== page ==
Years ago, long before I started consulting in financial services, I completed a rotation as a clinical chaplain as part of my theological training. I worked at a large trauma center in suburban New Jersey, and my main assignments were the intensive care unit, the cardiac care unit and the emergency room. As you might imagine, it was a very impactful learning experience.

One of the things I observed from the outset was how doctors handled conversations with patients. Every physician I met was bright, well trained, and totally committed to a patient’s well-being and family. Our healthcare system attracts some of the highest-quality people (full disclosure: my younger daughter is a physician). A big part of my job was to support the families of patients who were in a significant health crisis, so I heard many conversations in which difficult treatment decisions had to be made.

I observed some doctors—I call them the good doctors—carefully explaining the patient’s situation and describing the available options. They would lay out the pros and cons of various treatments and procedures and cite the statistics for each option. They would answer the family’s questions and wait respectfully for a decision to be made. Sometimes the decision needed to be made urgently, and I saw many families grapple with the burden of figuring out the right thing to do.

I also observed other doctors dealing with the same situation but with a slightly different approach. These doctors—whom I consider great—would also lay out the treatment options with the pros, cons and statistics. They would also carefully answer the family’s questions. But before asking for the decision, these doctors would add a final piece of information: “If this were my [family member], I would do [procedure] because [reason].” These doctors weren’t just providing information; they had the courage to advise.

For families facing a decision in conditions of uncertainty with significant consequences, this makes all the difference in the world.

The Difference Between Information and Prescription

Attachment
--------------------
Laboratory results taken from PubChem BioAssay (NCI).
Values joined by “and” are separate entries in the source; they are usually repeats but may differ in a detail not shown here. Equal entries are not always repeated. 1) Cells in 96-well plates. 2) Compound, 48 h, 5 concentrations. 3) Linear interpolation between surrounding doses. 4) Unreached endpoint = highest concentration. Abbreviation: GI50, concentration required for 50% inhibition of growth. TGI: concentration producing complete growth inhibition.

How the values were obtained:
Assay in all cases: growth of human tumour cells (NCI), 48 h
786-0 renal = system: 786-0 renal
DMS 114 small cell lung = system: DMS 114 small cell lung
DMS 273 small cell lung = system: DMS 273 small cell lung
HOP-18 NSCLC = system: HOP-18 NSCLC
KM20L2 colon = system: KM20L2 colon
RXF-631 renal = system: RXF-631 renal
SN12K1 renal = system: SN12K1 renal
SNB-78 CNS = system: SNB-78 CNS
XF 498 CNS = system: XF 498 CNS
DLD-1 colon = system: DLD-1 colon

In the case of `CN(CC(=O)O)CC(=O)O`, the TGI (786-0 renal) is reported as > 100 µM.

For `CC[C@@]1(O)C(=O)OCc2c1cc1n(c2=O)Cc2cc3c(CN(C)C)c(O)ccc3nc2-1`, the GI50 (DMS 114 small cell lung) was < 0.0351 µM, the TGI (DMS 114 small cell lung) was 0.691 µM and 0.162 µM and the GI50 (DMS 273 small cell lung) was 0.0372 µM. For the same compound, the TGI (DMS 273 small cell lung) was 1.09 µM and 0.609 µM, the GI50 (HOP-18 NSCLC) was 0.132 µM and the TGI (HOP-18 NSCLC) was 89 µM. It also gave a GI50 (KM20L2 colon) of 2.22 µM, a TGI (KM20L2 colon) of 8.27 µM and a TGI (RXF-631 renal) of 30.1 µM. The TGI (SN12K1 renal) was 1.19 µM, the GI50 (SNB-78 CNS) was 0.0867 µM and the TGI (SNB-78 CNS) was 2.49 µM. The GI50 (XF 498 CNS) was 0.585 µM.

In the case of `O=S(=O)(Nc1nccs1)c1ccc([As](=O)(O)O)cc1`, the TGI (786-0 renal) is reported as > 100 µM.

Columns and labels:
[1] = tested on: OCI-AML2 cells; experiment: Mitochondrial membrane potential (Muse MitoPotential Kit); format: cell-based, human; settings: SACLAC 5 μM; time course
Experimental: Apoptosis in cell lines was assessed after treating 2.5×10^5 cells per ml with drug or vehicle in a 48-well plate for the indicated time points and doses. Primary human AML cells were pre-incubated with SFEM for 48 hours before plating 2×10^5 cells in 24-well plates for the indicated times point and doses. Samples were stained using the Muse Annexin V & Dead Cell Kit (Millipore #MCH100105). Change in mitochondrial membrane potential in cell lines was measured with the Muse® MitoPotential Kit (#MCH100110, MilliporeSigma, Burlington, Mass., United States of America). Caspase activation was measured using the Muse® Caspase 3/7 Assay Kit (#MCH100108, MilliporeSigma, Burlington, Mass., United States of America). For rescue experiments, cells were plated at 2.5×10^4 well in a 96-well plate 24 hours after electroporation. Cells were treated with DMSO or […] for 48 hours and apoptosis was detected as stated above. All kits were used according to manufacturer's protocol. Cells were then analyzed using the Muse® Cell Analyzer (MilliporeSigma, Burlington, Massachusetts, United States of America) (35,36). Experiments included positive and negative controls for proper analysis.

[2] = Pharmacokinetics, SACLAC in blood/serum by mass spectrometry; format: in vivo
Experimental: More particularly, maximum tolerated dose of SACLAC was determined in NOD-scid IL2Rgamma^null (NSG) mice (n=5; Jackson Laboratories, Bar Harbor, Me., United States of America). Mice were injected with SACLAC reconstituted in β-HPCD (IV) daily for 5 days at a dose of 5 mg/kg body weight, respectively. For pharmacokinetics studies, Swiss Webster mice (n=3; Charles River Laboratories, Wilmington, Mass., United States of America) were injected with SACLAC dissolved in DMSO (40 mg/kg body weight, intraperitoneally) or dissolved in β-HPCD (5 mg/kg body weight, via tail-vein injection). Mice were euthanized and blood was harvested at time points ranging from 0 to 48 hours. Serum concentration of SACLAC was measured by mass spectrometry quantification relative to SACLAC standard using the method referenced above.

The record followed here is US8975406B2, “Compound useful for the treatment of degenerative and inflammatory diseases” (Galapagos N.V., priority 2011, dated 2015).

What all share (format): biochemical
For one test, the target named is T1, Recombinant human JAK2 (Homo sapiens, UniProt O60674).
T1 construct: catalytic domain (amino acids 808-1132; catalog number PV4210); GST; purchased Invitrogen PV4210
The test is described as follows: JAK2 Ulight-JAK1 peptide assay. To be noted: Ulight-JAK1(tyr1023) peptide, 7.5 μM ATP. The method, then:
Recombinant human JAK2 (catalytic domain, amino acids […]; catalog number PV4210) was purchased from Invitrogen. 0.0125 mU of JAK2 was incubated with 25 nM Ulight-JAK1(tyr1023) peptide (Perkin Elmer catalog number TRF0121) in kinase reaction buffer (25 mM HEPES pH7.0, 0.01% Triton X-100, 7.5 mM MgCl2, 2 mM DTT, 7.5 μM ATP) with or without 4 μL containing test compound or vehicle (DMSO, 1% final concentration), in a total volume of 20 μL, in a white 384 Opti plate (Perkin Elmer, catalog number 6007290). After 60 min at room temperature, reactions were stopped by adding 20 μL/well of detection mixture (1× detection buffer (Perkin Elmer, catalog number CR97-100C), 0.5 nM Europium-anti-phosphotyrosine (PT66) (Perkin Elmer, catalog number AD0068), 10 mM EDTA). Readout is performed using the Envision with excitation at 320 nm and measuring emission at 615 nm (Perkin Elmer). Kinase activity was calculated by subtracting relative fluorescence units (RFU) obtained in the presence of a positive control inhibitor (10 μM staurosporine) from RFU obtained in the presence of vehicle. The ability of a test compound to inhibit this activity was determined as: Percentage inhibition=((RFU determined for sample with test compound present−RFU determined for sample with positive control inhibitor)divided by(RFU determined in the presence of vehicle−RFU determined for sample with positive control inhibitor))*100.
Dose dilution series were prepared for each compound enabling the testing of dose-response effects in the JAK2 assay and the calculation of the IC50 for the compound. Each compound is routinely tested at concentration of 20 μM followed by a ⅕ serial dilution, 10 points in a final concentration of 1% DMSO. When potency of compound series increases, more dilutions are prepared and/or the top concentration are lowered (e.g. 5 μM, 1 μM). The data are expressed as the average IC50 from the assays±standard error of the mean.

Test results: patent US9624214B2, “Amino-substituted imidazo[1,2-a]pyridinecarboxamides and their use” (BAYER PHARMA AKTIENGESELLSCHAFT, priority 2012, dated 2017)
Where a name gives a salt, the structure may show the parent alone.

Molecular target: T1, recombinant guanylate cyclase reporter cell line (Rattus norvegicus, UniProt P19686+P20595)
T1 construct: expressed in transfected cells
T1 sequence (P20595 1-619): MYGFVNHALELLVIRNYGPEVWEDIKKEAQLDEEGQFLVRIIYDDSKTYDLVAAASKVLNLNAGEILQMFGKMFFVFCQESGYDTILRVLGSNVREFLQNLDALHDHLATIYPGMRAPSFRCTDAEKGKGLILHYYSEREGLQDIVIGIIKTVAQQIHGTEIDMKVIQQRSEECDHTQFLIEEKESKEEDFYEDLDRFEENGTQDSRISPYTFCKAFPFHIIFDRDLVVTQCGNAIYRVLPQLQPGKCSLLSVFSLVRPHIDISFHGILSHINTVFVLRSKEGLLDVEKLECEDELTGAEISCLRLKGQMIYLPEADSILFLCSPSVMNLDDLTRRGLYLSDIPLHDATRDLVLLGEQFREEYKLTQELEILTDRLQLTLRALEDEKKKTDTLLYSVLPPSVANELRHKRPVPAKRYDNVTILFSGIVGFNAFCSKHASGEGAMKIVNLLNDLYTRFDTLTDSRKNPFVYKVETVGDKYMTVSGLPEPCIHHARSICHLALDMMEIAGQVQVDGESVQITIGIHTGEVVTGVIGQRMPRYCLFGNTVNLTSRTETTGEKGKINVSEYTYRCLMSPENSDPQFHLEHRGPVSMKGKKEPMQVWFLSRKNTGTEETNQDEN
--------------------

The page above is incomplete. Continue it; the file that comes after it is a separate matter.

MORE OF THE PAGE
As a retail financial advisor, your clients face exactly the same situation as patients’ families do, just in a different area of life. Your clients must make decisions in conditions of uncertainty that have significant consequences. “Should we increase or decrease the risk in the portfolio? Should we invest in a long-term-care insurance policy that we may never use? Do we have enough life insurance? Can we afford this house, this car, this vacation? Do we really need to get those documents drawn up or updated? Are our kids mature enough to start managing real money?” This list goes on, and each question has a potential consequence that could meaningfully affect the lives of a client’s family, sometimes across generations.

All advisors provide information, offer recommendations, and explain the risks and benefits of investment decisions to their clients. Good advisors expand their scope of engagement beyond just investment advice and provide details about a variety of wealth-management decisions. These advisors understand that most of their clients don’t know all the issues they’re facing in their financial lives, so clients cannot ask about those issues. Good advisors offer a robust and expanded Standard of Care to clients so that informed decisions can be made.

Great advisors go beyond providing information: they have the courage to advise. Great advisors know more than their clients and use that knowledge to improve the likelihood of positive financial outcomes across a wide range of decisions. Like great doctors, their advice comes from a well-informed and professional point of view. When they advise, great advisors provide prescriptions for the client to follow, not just options for the client to consider: “At this stage of your life, I believe it’s important for you to do [action] because [reason].”

The difference between a good advisor and a great advisor comes down to three things:

  • Knowing more than your clients do

  • Using that knowledge better to benefit your clients

  • Having the clarity of firm convictions about what’s in your clients’ best interests in all areas of their financial lives

In a world that’s awash in information, with many voices offering advice, it’s the courage of conviction that stands out. For more information about designing an expanded Standard of Care or to explore any of the AllianceBernstein Advisor Institute’s wealth-management checklists, call (800) 227 4618.

The views expressed herein do not constitute research, investment advice or trade recommendations and do not necessarily represent the views of all AB portfolio-management teams.

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